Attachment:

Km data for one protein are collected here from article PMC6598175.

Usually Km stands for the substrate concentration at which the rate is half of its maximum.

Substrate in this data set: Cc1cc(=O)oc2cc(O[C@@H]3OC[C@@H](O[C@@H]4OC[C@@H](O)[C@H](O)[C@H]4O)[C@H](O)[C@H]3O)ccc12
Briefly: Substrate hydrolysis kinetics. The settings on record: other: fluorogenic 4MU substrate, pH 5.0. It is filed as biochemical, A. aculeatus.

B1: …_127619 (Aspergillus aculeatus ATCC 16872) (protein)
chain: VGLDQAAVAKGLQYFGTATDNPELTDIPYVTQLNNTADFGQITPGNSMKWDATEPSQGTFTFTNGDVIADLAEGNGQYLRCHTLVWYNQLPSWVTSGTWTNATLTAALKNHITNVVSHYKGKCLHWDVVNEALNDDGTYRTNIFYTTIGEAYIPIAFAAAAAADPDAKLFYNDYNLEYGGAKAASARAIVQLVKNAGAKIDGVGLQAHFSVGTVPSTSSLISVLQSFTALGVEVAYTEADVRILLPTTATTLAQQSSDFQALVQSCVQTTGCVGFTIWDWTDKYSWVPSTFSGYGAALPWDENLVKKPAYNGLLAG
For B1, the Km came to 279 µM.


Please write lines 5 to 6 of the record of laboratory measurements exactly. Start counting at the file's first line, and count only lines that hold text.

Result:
B1: …_127619 (Aspergillus aculeatus ATCC 16872) (protein)
chain: VGLDQAAVAKGLQYFGTATDNPELTDIPYVTQLNNTADFGQITPGNSMKWDATEPSQGTFTFTNGDVIADLAEGNGQYLRCHTLVWYNQLPSWVTSGTWTNATLTAALKNHITNVVSHYKGKCLHWDVVNEALNDDGTYRTNIFYTTIGEAYIPIAFAAAAAADPDAKLFYNDYNLEYGGAKAASARAIVQLVKNAGAKIDGVGLQAHFSVGTVPSTSSLISVLQSFTALGVEVAYTEADVRILLPTTATTLAQQSSDFQALVQSCVQTTGCVGFTIWDWTDKYSWVPSTFSGYGAALPWDENLVKKPAYNGLLAG